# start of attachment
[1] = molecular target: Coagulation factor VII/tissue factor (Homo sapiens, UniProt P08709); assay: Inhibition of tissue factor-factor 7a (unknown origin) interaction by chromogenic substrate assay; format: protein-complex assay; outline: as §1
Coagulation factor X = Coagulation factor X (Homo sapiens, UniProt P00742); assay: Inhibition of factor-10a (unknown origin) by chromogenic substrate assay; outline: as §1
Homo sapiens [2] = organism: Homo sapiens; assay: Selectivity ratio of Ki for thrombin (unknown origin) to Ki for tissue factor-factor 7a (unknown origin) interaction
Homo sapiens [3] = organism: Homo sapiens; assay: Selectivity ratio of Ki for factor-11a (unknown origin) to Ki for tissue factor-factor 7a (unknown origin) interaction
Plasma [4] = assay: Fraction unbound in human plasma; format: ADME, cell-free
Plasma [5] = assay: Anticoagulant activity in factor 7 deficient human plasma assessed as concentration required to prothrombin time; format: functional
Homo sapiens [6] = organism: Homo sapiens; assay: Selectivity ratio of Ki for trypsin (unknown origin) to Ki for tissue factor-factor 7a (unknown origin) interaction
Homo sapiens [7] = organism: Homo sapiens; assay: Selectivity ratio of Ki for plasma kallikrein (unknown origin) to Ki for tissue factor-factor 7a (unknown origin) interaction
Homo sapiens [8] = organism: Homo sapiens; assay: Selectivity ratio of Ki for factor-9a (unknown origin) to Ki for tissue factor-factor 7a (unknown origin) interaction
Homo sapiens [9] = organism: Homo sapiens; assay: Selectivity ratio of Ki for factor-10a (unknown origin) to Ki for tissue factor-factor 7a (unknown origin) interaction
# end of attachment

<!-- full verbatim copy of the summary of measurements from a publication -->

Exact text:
[1] = molecular target: Coagulation factor VII/tissue factor (Homo sapiens, UniProt P08709); assay: Inhibition of tissue factor-factor 7a (unknown origin) interaction by chromogenic substrate assay; format: protein-complex assay; outline: as §1
Coagulation factor X = Coagulation factor X (Homo sapiens, UniProt P00742); assay: Inhibition of factor-10a (unknown origin) by chromogenic substrate assay; outline: as §1
Homo sapiens [2] = organism: Homo sapiens; assay: Selectivity ratio of Ki for thrombin (unknown origin) to Ki for tissue factor-factor 7a (unknown origin) interaction
Homo sapiens [3] = organism: Homo sapiens; assay: Selectivity ratio of Ki for factor-11a (unknown origin) to Ki for tissue factor-factor 7a (unknown origin) interaction
Plasma [4] = assay: Fraction unbound in human plasma; format: ADME, cell-free
Plasma [5] = assay: Anticoagulant activity in factor 7 deficient human plasma assessed as concentration required to prothrombin time; format: functional
Homo sapiens [6] = organism: Homo sapiens; assay: Selectivity ratio of Ki for trypsin (unknown origin) to Ki for tissue factor-factor 7a (unknown origin) interaction
Homo sapiens [7] = organism: Homo sapiens; assay: Selectivity ratio of Ki for plasma kallikrein (unknown origin) to Ki for tissue factor-factor 7a (unknown origin) interaction
Homo sapiens [8] = organism: Homo sapiens; assay: Selectivity ratio of Ki for factor-9a (unknown origin) to Ki for tissue factor-factor 7a (unknown origin) interaction
Homo sapiens [9] = organism: Homo sapiens; assay: Selectivity ratio of Ki for factor-10a (unknown origin) to Ki for tissue factor-factor 7a (unknown origin) interaction